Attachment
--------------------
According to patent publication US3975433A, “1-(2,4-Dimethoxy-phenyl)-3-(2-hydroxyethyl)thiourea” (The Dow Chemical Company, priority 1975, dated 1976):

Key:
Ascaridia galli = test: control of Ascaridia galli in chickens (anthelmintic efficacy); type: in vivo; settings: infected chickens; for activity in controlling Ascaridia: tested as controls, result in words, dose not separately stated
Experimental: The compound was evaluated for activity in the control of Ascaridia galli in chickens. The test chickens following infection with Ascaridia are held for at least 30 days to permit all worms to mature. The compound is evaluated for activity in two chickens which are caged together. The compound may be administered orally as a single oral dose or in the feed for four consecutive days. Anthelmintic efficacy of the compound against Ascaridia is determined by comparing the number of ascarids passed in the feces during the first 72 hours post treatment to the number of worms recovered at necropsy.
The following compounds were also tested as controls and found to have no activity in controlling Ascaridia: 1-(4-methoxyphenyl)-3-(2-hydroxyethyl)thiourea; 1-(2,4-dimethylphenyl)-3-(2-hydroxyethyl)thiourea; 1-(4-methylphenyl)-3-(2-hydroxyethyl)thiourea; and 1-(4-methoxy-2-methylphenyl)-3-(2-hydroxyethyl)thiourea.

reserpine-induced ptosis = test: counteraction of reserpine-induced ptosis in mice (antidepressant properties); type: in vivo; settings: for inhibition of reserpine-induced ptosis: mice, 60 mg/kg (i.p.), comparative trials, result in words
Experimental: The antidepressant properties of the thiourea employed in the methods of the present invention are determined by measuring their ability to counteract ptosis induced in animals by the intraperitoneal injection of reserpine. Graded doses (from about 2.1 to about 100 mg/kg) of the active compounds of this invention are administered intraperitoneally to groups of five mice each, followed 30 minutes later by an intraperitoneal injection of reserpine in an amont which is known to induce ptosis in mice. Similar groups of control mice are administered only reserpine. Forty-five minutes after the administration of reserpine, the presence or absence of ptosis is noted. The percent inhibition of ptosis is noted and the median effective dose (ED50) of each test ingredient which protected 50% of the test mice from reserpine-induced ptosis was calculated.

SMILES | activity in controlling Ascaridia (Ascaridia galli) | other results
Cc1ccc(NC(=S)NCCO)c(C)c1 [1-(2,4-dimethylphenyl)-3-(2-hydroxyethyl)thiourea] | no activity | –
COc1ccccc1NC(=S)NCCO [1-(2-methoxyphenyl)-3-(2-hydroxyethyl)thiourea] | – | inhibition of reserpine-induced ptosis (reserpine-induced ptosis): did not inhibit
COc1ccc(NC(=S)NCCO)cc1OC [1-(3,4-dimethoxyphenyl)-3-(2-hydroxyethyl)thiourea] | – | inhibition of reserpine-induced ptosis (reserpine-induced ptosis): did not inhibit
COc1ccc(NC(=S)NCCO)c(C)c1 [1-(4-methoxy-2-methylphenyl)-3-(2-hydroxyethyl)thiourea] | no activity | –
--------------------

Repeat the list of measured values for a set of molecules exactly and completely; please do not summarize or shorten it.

According to patent publication US3975433A, “1-(2,4-Dimethoxy-phenyl)-3-(2-hydroxyethyl)thiourea” (The Dow Chemical Company, priority 1975, dated 1976):

Key:
Ascaridia galli = test: control of Ascaridia galli in chickens (anthelmintic efficacy); type: in vivo; settings: infected chickens; for activity in controlling Ascaridia: tested as controls, result in words, dose not separately stated
Experimental: The compound was evaluated for activity in the control of Ascaridia galli in chickens. The test chickens following infection with Ascaridia are held for at least 30 days to permit all worms to mature. The compound is evaluated for activity in two chickens which are caged together. The compound may be administered orally as a single oral dose or in the feed for four consecutive days. Anthelmintic efficacy of the compound against Ascaridia is determined by comparing the number of ascarids passed in the feces during the first 72 hours post treatment to the number of worms recovered at necropsy.
The following compounds were also tested as controls and found to have no activity in controlling Ascaridia: 1-(4-methoxyphenyl)-3-(2-hydroxyethyl)thiourea; 1-(2,4-dimethylphenyl)-3-(2-hydroxyethyl)thiourea; 1-(4-methylphenyl)-3-(2-hydroxyethyl)thiourea; and 1-(4-methoxy-2-methylphenyl)-3-(2-hydroxyethyl)thiourea.

reserpine-induced ptosis = test: counteraction of reserpine-induced ptosis in mice (antidepressant properties); type: in vivo; settings: for inhibition of reserpine-induced ptosis: mice, 60 mg/kg (i.p.), comparative trials, result in words
Experimental: The antidepressant properties of the thiourea employed in the methods of the present invention are determined by measuring their ability to counteract ptosis induced in animals by the intraperitoneal injection of reserpine. Graded doses (from about 2.1 to about 100 mg/kg) of the active compounds of this invention are administered intraperitoneally to groups of five mice each, followed 30 minutes later by an intraperitoneal injection of reserpine in an amont which is known to induce ptosis in mice. Similar groups of control mice are administered only reserpine. Forty-five minutes after the administration of reserpine, the presence or absence of ptosis is noted. The percent inhibition of ptosis is noted and the median effective dose (ED50) of each test ingredient which protected 50% of the test mice from reserpine-induced ptosis was calculated.

SMILES | activity in controlling Ascaridia (Ascaridia galli) | other results
Cc1ccc(NC(=S)NCCO)c(C)c1 [1-(2,4-dimethylphenyl)-3-(2-hydroxyethyl)thiourea] | no activity | –
COc1ccccc1NC(=S)NCCO [1-(2-methoxyphenyl)-3-(2-hydroxyethyl)thiourea] | – | inhibition of reserpine-induced ptosis (reserpine-induced ptosis): did not inhibit
COc1ccc(NC(=S)NCCO)cc1OC [1-(3,4-dimethoxyphenyl)-3-(2-hydroxyethyl)thiourea] | – | inhibition of reserpine-induced ptosis (reserpine-induced ptosis): did not inhibit
COc1ccc(NC(=S)NCCO)c(C)c1 [1-(4-methoxy-2-methylphenyl)-3-(2-hydroxyethyl)thiourea] | no activity | –